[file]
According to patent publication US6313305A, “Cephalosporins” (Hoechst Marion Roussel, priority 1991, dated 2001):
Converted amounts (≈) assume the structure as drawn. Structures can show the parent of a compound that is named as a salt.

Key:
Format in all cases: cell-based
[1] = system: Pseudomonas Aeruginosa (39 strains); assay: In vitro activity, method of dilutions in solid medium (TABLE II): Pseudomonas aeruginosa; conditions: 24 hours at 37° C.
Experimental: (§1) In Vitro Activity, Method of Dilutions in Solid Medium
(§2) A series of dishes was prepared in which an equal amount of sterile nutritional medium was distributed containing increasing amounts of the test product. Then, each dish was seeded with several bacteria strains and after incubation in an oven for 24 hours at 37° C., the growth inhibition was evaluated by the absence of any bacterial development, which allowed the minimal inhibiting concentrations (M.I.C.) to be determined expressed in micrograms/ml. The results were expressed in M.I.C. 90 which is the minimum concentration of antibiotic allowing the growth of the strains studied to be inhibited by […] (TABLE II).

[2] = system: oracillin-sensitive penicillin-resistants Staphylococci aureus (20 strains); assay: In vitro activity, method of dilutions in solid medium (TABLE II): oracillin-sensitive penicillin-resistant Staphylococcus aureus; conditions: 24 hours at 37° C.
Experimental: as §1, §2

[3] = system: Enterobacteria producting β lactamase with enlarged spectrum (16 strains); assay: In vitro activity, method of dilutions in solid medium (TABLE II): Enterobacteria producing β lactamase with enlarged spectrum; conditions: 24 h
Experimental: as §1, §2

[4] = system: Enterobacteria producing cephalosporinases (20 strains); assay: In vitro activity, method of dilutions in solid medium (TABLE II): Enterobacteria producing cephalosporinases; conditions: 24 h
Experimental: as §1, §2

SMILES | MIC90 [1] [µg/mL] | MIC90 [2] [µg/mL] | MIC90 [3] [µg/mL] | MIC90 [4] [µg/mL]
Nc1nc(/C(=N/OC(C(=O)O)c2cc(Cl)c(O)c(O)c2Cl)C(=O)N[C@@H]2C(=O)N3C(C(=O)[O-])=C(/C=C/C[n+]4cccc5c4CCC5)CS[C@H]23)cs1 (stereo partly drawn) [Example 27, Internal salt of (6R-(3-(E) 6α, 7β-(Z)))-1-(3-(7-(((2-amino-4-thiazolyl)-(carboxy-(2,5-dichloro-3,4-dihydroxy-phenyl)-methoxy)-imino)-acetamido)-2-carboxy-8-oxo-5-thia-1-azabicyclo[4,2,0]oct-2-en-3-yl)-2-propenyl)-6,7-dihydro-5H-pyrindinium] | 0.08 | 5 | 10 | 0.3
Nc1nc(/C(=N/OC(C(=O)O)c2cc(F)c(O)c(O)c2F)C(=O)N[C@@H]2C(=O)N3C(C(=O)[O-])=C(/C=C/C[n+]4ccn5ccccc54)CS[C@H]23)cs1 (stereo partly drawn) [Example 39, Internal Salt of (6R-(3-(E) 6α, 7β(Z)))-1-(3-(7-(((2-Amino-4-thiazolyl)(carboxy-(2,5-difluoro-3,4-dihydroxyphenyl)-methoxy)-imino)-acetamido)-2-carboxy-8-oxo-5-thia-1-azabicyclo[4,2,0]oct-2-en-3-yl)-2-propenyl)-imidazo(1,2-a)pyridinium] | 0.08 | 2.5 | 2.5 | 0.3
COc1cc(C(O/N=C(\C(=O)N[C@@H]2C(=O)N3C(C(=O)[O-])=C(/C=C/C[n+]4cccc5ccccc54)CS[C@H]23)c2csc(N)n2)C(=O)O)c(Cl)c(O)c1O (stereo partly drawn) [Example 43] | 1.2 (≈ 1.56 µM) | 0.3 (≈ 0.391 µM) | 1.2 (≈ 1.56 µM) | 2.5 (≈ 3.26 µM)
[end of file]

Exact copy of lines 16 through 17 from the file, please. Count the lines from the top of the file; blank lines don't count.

Nc1nc(/C(=N/OC(C(=O)O)c2cc(F)c(O)c(O)c2F)C(=O)N[C@@H]2C(=O)N3C(C(=O)[O-])=C(/C=C/C[n+]4ccn5ccccc54)CS[C@H]23)cs1 (stereo partly drawn) [Example 39, Internal Salt of (6R-(3-(E) 6α, 7β(Z)))-1-(3-(7-(((2-Amino-4-thiazolyl)(carboxy-(2,5-difluoro-3,4-dihydroxyphenyl)-methoxy)-imino)-acetamido)-2-carboxy-8-oxo-5-thia-1-azabicyclo[4,2,0]oct-2-en-3-yl)-2-propenyl)-imidazo(1,2-a)pyridinium] | 0.08 | 2.5 | 2.5 | 0.3
COc1cc(C(O/N=C(\C(=O)N[C@@H]2C(=O)N3C(C(=O)[O-])=C(/C=C/C[n+]4cccc5ccccc54)CS[C@H]23)c2csc(N)n2)C(=O)O)c(Cl)c(O)c1O (stereo partly drawn) [Example 43] | 1.2 (≈ 1.56 µM) | 0.3 (≈ 0.391 µM) | 1.2 (≈ 1.56 µM) | 2.5 (≈ 3.26 µM)